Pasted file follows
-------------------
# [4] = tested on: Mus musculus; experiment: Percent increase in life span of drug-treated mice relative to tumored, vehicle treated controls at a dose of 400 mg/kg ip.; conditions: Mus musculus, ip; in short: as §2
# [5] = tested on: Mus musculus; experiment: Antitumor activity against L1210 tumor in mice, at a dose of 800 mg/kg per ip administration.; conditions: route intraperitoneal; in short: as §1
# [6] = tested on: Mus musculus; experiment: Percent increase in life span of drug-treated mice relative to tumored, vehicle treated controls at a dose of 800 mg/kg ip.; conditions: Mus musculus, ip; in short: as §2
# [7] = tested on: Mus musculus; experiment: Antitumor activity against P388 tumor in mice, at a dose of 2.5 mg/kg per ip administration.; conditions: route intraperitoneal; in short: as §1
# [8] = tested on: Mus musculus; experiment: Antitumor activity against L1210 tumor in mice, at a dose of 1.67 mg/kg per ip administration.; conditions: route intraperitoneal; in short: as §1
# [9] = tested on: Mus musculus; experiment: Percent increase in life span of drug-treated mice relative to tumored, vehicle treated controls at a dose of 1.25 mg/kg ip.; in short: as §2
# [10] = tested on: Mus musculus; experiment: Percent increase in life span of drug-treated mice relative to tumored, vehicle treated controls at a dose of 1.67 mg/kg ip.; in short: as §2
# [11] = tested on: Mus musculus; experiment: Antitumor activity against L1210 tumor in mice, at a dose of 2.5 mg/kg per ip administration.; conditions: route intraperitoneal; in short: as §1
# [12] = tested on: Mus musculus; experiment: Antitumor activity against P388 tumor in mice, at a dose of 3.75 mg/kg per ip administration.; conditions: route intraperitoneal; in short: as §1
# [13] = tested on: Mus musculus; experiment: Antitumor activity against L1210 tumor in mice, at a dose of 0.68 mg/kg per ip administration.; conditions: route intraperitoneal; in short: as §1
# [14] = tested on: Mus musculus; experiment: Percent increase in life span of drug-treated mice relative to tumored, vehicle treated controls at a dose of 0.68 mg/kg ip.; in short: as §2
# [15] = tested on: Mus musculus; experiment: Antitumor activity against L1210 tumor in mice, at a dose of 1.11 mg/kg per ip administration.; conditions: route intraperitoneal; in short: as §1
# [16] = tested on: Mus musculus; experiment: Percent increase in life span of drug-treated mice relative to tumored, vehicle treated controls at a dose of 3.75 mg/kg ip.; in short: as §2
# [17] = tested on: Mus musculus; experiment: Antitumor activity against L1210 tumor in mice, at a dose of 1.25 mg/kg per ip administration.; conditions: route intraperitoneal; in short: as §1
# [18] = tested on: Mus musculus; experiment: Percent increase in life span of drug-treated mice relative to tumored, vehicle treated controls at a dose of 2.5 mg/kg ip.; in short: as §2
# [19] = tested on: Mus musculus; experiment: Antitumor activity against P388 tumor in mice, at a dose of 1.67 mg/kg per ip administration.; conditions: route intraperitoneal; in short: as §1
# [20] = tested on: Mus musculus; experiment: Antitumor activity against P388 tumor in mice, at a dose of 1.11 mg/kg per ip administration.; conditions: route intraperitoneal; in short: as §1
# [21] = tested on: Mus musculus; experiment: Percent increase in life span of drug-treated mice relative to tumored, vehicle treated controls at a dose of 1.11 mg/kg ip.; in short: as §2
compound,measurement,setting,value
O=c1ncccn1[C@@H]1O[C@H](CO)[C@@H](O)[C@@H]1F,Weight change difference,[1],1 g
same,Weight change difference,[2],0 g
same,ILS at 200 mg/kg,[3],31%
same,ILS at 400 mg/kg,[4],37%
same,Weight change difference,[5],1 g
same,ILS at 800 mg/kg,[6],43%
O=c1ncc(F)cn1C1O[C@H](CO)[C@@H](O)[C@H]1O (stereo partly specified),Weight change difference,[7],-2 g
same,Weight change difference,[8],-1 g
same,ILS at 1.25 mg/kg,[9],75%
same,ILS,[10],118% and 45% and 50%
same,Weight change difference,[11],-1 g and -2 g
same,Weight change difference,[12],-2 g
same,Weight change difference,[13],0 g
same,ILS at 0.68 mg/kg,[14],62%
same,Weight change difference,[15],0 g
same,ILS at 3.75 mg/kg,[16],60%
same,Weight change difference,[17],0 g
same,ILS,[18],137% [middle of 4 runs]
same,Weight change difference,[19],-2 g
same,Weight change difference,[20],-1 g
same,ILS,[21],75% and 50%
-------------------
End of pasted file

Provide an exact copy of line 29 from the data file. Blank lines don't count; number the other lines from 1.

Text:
same,ILS,[10],118% and 45% and 50%